With the arrival of the Olympic season, it appears that figure skating is currently making a comeback. With the days chock full of excitement about knee whackings, Nancy Kerrigan, and Tonya Harding long gone, appreciation for the sport had appeared to fizzle. Many spectators take one look at the glitzy, expensive costumes and scoff, writing off figure skating as a grotesque cross between the dance world and a beauty pageant.
Figure skating has a long history; archaeological evidence has supported the sport’s existence as far back as prehistoric times. Olympic figure skating debuted at the 1908 games hosted by London, England. Ulrich Salchow, for whom the Salchow jump is named, skated away with the first gold medal in the Olympic history of the sport. In the years following the games, there was an increase in recreational skating as opposed to purely athletic; large, public rinks were built and embellishments, such as jumps and spins, were invented.
The original dominators of the sport came from northern and central Europe: Germany, Sweden, Norway, Austria, and even Russia. However, as Europe experienced wartime turmoil during the 1930s-40s, skaters from the United States and Canada were able to get their skates in the door of international competition and renown.
Eventually, the United States became synonymous with greatness in the world of figure skating. Dick Button, the first skater to complete the double axel and a triple jump in competition, is widely accepted as one of the first American figure skating legends. He is credited with the invention of performance elements and highly esteemed for his shining competition record. His trophy cabinet consists of back-to-back Olympic golds in ’48 and ‘52, five consecutive wins at the World Championships [’48-’52], and the distinction of being the only non-European male skater to win the European Championship.
Other notable names throughout subsequent decades include the likes of Peggy Fleming, Dorothy Hamill, Scott Hamilton, Brian Boitano, Michelle Kwan, Tara Lipinski, Sasha Cohen, and Evan Lysacek—all of whom have won the U.S. Figure Skating Championship and have at least medaled at an Olympic Games. Additionally, Long Island’s own Sarah Hughes won Olympic gold in 2006.
1. Gracie Gold
Hometown: Springfield, Illinois
Trains: Los Angeles, California
Coached by the legendary former competitor Frank Carroll, Gracie is certainly hoping to live up to her colorful name. She debuted on the senior circuit just one season ago and has been drawing Olympic buzz right from the get-go. Gracie blew her competition out of the water at the recent U.S. National Championship, setting records with both of her scores—short and long programs—and winning the gold by 18.06 points.
2. Polina Edmunds
Hometown: San Jose, California
Trains: San Jose, California
Polina is the youngest member of the U.S. Figure Skating delegation, but certainly compensates with her incredibly mature style of skating. She was probably the biggest shock of the day in the Ladies division of the U.S. National Championship, earning 2nd place at her age. However, Polina is probably the perfect candidate to give Russia’s 15 year old Julia Lipnitskaya a skate for her money.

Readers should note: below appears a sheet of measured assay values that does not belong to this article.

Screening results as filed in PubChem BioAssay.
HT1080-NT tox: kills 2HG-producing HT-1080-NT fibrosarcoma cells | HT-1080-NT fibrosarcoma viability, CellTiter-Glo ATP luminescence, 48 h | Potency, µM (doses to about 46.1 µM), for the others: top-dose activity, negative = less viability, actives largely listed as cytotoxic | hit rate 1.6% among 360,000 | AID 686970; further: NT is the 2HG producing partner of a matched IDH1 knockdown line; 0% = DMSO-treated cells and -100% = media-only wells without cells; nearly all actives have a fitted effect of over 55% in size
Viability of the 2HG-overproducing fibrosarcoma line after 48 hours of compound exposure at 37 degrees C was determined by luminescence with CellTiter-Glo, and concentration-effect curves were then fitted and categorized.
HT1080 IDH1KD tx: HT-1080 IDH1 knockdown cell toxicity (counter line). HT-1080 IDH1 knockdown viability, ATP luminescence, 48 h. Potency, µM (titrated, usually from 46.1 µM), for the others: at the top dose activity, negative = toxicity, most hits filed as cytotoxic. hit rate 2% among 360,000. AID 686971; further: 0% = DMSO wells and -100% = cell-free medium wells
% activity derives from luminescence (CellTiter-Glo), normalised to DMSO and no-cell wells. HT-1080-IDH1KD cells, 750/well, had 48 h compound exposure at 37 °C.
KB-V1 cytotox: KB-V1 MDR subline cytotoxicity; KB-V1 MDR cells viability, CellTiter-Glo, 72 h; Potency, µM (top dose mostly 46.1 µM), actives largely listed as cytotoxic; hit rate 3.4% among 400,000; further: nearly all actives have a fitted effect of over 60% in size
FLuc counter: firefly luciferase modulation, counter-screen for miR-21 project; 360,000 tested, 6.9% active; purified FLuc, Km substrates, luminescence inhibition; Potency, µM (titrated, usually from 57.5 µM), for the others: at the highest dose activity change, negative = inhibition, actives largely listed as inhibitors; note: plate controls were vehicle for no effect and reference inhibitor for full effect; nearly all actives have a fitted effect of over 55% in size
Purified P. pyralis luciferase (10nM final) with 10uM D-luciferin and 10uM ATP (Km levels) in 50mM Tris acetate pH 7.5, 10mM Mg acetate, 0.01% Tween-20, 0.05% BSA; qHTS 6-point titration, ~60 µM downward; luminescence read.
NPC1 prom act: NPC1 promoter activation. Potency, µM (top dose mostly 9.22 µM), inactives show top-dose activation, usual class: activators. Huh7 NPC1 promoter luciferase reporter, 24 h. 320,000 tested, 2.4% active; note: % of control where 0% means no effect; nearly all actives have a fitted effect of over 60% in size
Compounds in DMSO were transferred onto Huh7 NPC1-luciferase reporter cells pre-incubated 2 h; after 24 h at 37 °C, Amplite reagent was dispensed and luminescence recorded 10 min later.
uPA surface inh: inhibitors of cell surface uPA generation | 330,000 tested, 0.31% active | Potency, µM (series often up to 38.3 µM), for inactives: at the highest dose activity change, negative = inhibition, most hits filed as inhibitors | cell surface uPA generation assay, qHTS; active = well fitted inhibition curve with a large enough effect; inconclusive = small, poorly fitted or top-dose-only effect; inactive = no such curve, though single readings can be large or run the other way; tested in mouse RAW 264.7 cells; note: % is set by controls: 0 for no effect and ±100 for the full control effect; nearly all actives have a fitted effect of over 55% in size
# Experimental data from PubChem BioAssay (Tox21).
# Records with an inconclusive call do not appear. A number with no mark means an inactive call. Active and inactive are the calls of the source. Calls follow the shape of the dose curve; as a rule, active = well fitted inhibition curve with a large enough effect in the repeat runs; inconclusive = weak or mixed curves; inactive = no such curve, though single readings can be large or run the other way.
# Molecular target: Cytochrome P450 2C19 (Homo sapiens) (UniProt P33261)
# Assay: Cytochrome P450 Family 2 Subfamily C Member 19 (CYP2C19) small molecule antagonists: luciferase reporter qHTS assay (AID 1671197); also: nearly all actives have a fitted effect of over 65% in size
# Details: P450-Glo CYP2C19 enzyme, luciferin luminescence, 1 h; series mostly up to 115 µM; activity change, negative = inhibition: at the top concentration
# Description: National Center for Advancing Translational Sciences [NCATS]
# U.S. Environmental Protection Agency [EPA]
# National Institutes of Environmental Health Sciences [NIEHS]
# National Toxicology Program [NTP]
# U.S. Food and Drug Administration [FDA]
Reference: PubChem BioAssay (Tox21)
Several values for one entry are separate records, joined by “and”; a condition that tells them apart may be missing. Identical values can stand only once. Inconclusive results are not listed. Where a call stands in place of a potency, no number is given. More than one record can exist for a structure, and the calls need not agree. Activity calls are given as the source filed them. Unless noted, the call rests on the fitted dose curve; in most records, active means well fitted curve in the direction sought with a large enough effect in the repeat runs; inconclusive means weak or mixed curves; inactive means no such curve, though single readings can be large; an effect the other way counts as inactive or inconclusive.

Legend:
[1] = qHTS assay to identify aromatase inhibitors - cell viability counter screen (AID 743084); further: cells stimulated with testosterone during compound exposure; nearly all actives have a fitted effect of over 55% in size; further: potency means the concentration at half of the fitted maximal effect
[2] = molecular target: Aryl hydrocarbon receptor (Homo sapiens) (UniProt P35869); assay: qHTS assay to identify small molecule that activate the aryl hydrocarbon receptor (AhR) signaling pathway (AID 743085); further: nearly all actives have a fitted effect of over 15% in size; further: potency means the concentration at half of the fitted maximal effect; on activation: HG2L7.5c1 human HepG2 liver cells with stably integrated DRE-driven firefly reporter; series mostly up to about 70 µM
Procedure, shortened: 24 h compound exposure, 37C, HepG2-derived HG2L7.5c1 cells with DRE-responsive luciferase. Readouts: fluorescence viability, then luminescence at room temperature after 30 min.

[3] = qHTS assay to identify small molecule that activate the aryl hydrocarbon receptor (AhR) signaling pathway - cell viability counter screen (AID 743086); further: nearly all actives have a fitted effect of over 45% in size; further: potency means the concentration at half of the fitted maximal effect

3. Ashley Wagner
Hometown: Heidelberg, Germany (U.S. Army base)
Trains: Aliso Viejo, California
Having just missed making the 2010 Olympic team, many are speculating that 2014 is Ashley’s year to shine. Placing 4th at the U.S. National Championship in early January, Ashley was a surprising selection (as well as controversial—3rd place competitor Mirai Nagasu has filed an official complaint, claiming racial discrimination). However, her competition record, along with her majestic poise and elegance on the ice, earned Ashley the well-deserved final spot on the team. She will definitely be one to watch.
1. Jeremy Abbott
Hometown: Aspen, Colorado
Trains: Detroit, Michigan
Out of the entire U.S. Figure Skating team, Jeremy Abbott undoubtedly has the most experience under his belt. The 28 year old is also the most decorated on the team with four national championship wins, among other distinctions. Sochi will be his second Olympic appearance, where he is understood to be towards the top of the men’s pack with the likes of Canada’s Patrick Chan and the Russian legendYevgeny Plushenko.
Hometown: Highland Park, Illinois
Trains: Monument, Colorado
Jason Brown is without a doubt the most electrifying member of the U.S. Figure Skating Team. His performance at the recent U.S. National Championship to the popular Riverdance tune “Reel Aroundthe Sun” by Bill Whelan brought the house down and earned a standing ovation before it was over! Jason skates with such passion and excitement that he keeps the audience hanging on every move; it’s impossible to look away from his performance for even a second. Aside from his ability to connect with his audience, Jason is unique because he is the only male skater without a quadruple jump (considered a “must” to win in contemporary skating), although many people are now saying that he may be the only skater who doesn’t need one.
By: Emma Tapada
Part of the SJC Talon Winter Olympics 2014 Series
Men’s Single Skate:
- Gold: Yuzuru Hanyu (Japan, breaks record for first gold medal for japan in figure sakting)
- Silver: Patrick Chan (Canada)
- Bronze: Denis Ten (Kazakstan) first Olympic medal in figure skating for that country
Women’s Single Skate:
- Gold: Adelina Sotnikova (Russia)
- Silver: Kim Yu-na (Korea)
- Bronze: Carolina Kostner (Italy)